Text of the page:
COVID-19
  • A New Age of Enforcement: Adjusting to Remote and Offsite Investigations & How to Prepare By:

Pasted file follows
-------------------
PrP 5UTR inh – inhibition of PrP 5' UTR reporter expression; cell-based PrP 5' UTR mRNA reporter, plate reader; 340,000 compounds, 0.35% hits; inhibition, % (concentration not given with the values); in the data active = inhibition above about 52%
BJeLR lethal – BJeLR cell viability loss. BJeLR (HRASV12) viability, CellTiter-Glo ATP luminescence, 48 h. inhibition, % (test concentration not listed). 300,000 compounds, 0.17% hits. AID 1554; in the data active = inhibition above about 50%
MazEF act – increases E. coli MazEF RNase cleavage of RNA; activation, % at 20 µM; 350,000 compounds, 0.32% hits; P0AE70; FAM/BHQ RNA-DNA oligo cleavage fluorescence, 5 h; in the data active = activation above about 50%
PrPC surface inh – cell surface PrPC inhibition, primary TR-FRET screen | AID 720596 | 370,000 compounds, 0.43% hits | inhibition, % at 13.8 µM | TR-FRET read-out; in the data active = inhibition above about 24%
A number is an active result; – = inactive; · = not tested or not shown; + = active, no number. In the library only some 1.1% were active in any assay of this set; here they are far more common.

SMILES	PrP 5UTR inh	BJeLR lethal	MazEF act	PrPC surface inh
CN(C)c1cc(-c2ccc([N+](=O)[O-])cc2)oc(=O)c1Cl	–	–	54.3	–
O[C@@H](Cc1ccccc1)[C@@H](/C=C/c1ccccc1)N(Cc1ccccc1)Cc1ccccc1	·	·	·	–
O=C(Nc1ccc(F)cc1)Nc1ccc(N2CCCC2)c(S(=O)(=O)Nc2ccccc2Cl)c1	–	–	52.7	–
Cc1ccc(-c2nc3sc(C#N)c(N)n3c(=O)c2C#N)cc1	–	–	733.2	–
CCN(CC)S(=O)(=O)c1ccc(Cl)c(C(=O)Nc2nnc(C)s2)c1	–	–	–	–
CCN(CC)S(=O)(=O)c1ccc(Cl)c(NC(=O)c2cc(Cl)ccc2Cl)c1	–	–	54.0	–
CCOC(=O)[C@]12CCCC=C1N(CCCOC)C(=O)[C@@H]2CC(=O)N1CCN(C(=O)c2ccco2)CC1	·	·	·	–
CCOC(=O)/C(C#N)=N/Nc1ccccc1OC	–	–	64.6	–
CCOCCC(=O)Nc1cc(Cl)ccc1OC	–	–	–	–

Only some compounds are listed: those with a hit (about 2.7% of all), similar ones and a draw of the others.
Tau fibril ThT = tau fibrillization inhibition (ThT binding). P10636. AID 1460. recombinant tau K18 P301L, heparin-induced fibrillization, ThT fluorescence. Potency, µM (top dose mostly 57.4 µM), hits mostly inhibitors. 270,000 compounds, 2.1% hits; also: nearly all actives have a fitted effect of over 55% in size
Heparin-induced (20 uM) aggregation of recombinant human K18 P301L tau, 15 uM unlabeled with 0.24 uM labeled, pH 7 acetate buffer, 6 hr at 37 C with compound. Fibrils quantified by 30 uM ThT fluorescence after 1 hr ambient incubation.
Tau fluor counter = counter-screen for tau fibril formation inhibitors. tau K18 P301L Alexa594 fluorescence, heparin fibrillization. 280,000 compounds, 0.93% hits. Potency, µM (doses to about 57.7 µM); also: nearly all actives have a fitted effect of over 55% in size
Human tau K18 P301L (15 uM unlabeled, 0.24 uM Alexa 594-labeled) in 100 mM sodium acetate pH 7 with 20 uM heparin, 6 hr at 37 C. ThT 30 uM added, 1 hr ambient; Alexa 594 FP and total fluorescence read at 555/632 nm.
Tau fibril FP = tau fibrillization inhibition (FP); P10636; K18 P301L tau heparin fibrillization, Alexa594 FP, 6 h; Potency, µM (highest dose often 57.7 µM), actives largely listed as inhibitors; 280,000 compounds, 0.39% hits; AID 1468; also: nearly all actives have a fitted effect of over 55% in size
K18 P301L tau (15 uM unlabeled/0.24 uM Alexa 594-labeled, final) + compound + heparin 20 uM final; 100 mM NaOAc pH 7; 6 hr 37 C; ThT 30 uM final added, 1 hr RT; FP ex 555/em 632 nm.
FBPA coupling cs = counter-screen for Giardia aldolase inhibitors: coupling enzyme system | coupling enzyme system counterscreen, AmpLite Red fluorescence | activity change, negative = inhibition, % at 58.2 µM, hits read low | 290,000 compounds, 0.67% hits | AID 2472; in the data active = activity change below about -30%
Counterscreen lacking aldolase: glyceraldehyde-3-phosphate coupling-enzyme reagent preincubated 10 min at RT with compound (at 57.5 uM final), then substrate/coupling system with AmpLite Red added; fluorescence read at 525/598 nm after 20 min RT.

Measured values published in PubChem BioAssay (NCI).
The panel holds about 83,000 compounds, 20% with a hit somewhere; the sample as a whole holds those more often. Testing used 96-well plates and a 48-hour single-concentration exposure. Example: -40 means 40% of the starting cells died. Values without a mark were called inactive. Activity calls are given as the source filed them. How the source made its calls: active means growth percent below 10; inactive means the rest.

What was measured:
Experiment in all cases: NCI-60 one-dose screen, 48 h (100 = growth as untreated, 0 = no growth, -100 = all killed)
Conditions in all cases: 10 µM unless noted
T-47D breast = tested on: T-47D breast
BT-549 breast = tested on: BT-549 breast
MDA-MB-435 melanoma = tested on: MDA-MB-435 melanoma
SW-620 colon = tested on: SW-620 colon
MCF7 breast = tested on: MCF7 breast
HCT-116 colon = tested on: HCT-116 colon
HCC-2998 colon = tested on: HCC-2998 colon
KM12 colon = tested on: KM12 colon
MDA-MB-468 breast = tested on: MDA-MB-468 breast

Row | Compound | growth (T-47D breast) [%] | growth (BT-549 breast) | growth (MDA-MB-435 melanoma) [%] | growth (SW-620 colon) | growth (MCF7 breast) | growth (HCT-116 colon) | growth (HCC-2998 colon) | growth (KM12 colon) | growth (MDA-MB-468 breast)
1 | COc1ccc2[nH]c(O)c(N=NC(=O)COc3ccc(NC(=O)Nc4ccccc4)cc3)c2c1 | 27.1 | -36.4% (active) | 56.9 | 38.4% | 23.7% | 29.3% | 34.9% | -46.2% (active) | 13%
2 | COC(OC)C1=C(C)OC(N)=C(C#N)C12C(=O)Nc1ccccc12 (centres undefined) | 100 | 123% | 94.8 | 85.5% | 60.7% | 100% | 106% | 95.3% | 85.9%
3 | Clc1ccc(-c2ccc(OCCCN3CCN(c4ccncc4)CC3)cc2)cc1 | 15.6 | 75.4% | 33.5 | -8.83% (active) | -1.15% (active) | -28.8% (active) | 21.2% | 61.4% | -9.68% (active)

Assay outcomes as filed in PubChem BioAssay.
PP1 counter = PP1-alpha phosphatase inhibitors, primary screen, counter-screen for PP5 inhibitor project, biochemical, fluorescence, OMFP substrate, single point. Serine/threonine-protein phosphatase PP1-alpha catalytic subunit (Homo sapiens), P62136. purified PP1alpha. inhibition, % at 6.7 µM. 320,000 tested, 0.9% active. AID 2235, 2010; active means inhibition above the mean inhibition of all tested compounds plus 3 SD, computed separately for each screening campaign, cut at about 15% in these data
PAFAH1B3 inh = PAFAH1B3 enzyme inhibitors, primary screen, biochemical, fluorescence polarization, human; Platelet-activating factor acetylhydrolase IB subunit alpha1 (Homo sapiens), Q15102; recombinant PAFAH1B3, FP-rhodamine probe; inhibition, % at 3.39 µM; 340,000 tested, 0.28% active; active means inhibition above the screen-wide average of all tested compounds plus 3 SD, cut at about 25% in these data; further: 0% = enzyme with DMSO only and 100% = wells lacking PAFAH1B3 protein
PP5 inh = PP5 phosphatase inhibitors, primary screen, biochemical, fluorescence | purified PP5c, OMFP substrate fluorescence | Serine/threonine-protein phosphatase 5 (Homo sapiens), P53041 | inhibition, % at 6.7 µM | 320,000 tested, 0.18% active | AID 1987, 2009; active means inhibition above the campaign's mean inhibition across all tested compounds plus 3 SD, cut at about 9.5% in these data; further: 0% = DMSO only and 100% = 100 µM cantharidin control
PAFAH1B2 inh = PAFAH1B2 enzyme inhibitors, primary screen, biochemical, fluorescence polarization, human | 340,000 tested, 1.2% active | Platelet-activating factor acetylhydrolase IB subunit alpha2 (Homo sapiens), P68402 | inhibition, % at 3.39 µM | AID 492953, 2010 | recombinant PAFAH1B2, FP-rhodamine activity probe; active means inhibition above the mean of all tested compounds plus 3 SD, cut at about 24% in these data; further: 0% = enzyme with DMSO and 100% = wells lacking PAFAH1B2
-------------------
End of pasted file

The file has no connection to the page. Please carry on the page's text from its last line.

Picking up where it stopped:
Presented as part of ABA’s BISC & BusMARC 2021 Virtual Safety & Maintenance Series The American Bus Association’s Bus Industry Safety Council (BISC) and Bus Maintenance Repair Council’s (BusMARC) 2021 Virtual Safety & Maintenance Series offered a sequence of educational webinars early this year, covering a variety of industry-related topics. As part of its ongoing webinar series, the ABA hosted a virtual meeting with presenters Catterson Oh and Danielle Smith, transportation specialists with the Federal Motor Carrier Safety Administration’s (FMCSA) Compliance Division. Oh and Smith focused on COVID-19 national emergency investigative process updates including changes to the FMCSA investigative procedures due to COVID-19, recordkeeping and documentation as the result of COVID-19, and providing accurate documentation for FMCSA investigations. Changes to Investigative Procedures as a Result of the COVID-19 Health Emergency In May 2020, the FMCSA released guidance allowing investigators to conduct remote onsite investigations. These remote onsite investigations are intended to follow the same general process as offsite investigations with the exception that most of the investigation is now completed remotely. According to Oh, May 2020 resulted in a significant expansion to the FMCSA’s remote functionality. While motorcoach operators may not have seen any investigations in the last year, Oh noted that due to this expanded functionality, companies should expect a considerable increase in the number of investigations moving forward. “In terms of the offsite investigations with this pandemic, the policy with this particular type of investigation has not changed,” Oh said. “The offsite investigation will still be recommended for carriers that meet the appropriate criteria for this population of carriers.” Although carriers will not receive a rating from an offsite investigation, offsite investigations may be converted to onsite remote investigations under certain circumstances. Carriers with investigations that are converted onsite may be issued a Safety Fitness Rating. Overview of Investigation Process   Safety Investigator (SI) will conduct an initial phone call with the carrier to introduce themselves, and review the reason for the investigation and next steps.  2. SI will email the carrier an Initial Contact Letter that will go over initial documents being requested.  3. Carrier will upload the initial documents to the Safety Measurement System (SMS).  4. After SI receives the initial documents, they may request additional documents via a Document Request Letter.  5. SI may contact the carrier via phone and email throughout the investigation.  6. Once SI has completed the investigation, they will request a closeout meeting with the carrier, which can be done via phone, Microsoft Teams, Skype, or other platform.  7. Carrier may receive a Safety Rating upon completion of the Remote Onsite Investigation. According to Oh, carriers subject to investigation will receive a phone call, followed by an initial contact letter, from an FMSCA Safety Investigator (SI) introducing themselves, the reason for investigation and next steps. Once a carrier has received this letter, that carrier’s information will need to be uploaded into the FMCSA Safety Measurement System (SMS). After receiving the initial documents, an SI will review the content to determine if additional documentation is required. If additional documentation is needed the SI will issue a “document request letter.” “This is where things start kind of diverting from the normal way of doing things,” Oh explained. “Especially when you have performed onsite investigations.” An SI will start contacting the carrier via phone and e-mail throughout the investigation. In a normal onsite investigation, the SI would be with the carrier in person to answer questions and provide additional guidance.  Once the SI has completed their investigation, they will request a close out meeting with the carrier. This can be done over the phone or, more likely, in a video conferencing setting. At this point, the carrier may receive a safety rating upon completion of the remote onsite investigation.  Once the SMS has processed the information, the carrier will be able to access their dashboard, track investigation progress, check due dates and required documents, view call-to-action reminders, upload documentation, and learn to use data to increase safety performance. After the SI has reviewed all of the required documents, they will send the carrier a request for a meeting to close out the investigation. Typically, this is done onsite, face-to-face however, since the onset of the pandemic, closeouts are now performed virtually. Reinstatement After Voluntary Revocation of Operating Authority In March 2020, the FMCSA issued multiple exemptions in response to the national health emergency. One of those exemptions included waiving the $80 reinstatement fee for carriers who opted to voluntarily revoke their Passenger Operating Authority.  Carriers with a USDOT pin can login into their profile, update their registration information, and complete an MCSA-5889 form, a Motor Carrier Records Change.  Carriers without a USDOT pin, can register and request a pin number through the FMCSA website. Before submitting a request, carriers will need to file a BOC-3 (Designation of Process Agent), confirm insurance filings are up to date, and make sure that their USDOT number is reinstated and activated. Once these items are completed, the reinstatement request is going to be put on hold until the carrier has everything submitted properly. “If all is submitted and you do have to pay that fee, then you’ll get it reinstated no later than the fourth business day after the payment is processed,” Smith explained. “You can request that the fee is waived, you’re just going to submit it through EMC’s e-mail address rather than doing it through the normal process online.”  FMCSA Ratings The FMCSA issues three types of ratings. Satisfactory, conditional, or unsatisfactory. Satisfactory means that there are safety systems in place and they all appear to be working. Conditional means that there are safety systems in place, but there are breakdowns within some of those systems. While carriers are still able to operate with a conditional rating, some choose not to do so and would rather upgrade their score. Unsatisfactory ratings mean a carrier is considered unfit and are not allowed to operate after that time.  “All of the critical violations are listed within the Read More >